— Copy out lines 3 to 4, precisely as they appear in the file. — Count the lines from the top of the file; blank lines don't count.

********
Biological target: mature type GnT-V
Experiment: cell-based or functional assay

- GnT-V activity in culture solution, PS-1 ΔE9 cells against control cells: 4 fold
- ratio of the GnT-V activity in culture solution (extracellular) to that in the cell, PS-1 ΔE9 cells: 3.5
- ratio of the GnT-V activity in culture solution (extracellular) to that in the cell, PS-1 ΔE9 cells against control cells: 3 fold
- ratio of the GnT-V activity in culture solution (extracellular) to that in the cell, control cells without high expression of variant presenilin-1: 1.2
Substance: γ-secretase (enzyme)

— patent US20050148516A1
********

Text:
- GnT-V activity in culture solution, PS-1 ΔE9 cells against control cells: 4 fold
- ratio of the GnT-V activity in culture solution (extracellular) to that in the cell, PS-1 ΔE9 cells: 3.5